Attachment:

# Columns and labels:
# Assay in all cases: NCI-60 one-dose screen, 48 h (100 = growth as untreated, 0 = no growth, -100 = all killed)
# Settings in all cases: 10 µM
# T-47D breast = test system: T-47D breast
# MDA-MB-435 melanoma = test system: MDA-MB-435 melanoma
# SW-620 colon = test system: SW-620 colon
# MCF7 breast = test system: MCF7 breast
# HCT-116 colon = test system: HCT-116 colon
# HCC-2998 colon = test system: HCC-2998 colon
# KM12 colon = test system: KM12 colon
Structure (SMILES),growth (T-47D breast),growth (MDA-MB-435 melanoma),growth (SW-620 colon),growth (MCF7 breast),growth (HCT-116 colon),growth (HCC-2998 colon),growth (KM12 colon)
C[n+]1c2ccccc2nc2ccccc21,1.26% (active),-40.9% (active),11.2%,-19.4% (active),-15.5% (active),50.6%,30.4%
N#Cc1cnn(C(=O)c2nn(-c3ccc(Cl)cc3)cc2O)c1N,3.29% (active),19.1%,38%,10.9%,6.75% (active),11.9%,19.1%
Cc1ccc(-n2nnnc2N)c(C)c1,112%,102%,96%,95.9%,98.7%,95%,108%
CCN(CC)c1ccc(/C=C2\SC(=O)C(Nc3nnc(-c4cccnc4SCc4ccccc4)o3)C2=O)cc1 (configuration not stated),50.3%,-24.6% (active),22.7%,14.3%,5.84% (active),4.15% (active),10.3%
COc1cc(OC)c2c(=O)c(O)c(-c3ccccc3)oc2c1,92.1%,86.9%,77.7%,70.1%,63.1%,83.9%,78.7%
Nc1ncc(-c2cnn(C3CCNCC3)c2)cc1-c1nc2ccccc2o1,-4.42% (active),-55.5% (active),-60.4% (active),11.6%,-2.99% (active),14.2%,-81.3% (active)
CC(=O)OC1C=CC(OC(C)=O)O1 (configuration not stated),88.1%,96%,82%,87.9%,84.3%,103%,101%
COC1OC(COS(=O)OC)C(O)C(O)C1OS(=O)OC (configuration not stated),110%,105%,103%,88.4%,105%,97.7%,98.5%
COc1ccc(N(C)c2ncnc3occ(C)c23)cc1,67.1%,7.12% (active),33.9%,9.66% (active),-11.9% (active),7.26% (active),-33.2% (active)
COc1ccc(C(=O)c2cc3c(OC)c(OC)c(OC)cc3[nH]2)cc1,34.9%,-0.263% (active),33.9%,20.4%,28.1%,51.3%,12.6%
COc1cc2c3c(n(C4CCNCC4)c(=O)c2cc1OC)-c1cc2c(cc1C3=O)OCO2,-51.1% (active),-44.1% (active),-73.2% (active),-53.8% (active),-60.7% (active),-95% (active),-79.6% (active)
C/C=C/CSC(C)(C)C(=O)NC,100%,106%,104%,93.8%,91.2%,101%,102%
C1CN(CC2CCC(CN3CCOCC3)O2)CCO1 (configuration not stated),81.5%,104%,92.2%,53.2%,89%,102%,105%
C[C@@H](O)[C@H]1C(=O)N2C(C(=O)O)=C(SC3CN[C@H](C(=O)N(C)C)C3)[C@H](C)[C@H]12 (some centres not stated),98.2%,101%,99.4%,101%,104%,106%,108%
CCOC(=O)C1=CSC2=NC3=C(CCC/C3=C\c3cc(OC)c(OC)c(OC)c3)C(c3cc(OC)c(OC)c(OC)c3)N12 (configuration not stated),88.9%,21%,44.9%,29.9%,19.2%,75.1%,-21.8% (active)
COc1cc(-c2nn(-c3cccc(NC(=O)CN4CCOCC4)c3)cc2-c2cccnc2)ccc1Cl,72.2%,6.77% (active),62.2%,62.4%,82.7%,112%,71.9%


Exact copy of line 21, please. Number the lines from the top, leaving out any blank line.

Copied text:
COc1ccc(C(=O)c2cc3c(OC)c(OC)c(OC)cc3[nH]2)cc1,34.9%,-0.263% (active),33.9%,20.4%,28.1%,51.3%,12.6%